She found her AAU niche in ninth grade when former Ravens coach Chris Hoffman hooked her up with the Jersey Shore Starz of Toms River, where she credited coaches John Mayo and Buddy Pavia for “taking me from a timid freshman to an aggressive threat that looks to score on every possession.”
Aromando played basketball and soccer her first two years at Robbinsville; with soccer being her favorite sport. But after two seasons she gave it up.
“It was one of the hardest decisions of my life,” Aromando said. “I realized I’d grown to love basketball more and decided I had aspirations to play in college. With that goal in mind I knew I had to dedicate my junior year to training and getting recruited and playing as much as I could. It really would’ve been impossible to go to soccer practice and then drive an hour to basketball every night, and I didn’t want to miss any AAU tournaments. It was tough, but I don’t regret it.”
The results have proven she made the right choice, but Aromando is more than just talented. Washington, also as an assistant football coach, recalls driving into early-morning football practices in August and seeing Aromando running the bleachers.
“I couldn’t believe it,” he said. “She’s just putting in the time to get in the best shape possible to have her best season. This kid, from the time I got here last year, is one of the hardest working players in the gym, one of the most skilled players and the kid that puts in the most time.”
Not just on the court but in the classroom. Aromando has a weighted GPA of 4.33 and an SAT score of 1320. She is a four-year member of student council and also part of the environmental club and National Honor Society. The end result is a ticket to the University of Gettysburg, where she will become teammates with current Pennington School senior Carly Dixon.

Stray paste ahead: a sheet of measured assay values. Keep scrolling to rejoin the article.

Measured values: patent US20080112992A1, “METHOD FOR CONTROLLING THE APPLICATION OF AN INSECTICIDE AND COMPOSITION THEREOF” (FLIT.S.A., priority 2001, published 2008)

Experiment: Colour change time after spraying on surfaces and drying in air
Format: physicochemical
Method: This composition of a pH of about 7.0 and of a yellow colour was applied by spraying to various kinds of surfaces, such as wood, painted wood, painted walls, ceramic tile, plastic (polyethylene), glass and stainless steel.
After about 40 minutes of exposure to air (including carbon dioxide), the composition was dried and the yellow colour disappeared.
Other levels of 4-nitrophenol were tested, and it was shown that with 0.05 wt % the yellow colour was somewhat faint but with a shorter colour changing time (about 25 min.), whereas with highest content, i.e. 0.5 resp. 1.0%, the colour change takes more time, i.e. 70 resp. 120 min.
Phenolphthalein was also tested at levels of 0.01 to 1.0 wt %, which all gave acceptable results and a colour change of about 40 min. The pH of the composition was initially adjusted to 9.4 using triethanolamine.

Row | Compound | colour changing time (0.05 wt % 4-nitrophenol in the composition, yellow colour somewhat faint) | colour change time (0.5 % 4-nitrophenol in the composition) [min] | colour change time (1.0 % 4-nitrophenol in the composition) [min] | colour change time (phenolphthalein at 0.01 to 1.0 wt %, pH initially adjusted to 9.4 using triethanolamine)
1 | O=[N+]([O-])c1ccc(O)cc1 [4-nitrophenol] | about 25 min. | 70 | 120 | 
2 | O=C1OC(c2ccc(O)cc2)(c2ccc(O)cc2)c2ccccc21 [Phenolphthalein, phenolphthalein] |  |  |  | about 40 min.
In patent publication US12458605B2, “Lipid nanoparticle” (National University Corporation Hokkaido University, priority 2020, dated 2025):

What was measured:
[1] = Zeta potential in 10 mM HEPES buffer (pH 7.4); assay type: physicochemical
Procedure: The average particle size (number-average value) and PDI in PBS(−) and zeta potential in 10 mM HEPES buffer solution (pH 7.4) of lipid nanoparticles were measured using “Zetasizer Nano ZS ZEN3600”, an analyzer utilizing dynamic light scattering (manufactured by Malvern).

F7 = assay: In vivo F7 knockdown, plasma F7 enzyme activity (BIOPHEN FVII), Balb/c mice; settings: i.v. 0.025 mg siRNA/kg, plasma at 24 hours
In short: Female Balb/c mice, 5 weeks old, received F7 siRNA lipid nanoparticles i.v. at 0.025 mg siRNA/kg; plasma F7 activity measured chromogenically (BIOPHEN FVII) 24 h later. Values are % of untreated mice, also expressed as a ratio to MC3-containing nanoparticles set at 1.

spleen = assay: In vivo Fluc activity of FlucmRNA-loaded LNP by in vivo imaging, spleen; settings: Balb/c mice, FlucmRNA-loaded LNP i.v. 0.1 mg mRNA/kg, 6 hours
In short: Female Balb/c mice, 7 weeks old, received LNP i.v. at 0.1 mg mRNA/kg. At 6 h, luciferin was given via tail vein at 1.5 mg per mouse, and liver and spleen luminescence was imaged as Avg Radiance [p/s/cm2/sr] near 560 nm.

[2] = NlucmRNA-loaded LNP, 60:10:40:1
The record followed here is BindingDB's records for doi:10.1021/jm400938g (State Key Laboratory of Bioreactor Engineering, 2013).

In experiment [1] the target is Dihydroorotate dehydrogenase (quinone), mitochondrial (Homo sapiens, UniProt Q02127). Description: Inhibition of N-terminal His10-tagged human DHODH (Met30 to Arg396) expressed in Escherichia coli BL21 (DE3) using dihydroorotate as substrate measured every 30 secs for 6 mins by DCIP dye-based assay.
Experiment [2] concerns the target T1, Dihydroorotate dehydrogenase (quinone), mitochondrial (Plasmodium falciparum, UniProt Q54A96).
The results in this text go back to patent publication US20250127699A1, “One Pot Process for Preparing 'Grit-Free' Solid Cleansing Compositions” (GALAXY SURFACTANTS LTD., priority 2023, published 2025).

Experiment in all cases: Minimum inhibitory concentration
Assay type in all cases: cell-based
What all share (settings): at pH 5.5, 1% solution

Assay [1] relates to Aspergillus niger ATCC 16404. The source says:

“The recruiting process was very long and taxing, but thanks to the exposure and outreach of my coaches as well as the support and insight from my parents, I was able to make a decision,” Aromando said. “Gettysburg stood out to me in so many ways. It is a great academic school, especially for my intended political science major, and that was really important to me. Also, it is a manageable distance from home, so my parents will be able to see me play.
“The coaches are so dedicated to their program and have great philosophy and tactics which I immediately knew I wanted to be a part of. On my official overnight I got to see so much of how the coaches and players interacted and I met so many great people. I just knew it was the place for me. It was a long road and I’m so thankful for all the college coaches that took interest in me but I’m thrilled to have found a new home at Gettysburg.”
And she’s happy that her original home prepared her to handle all the athletic wars that got her this far.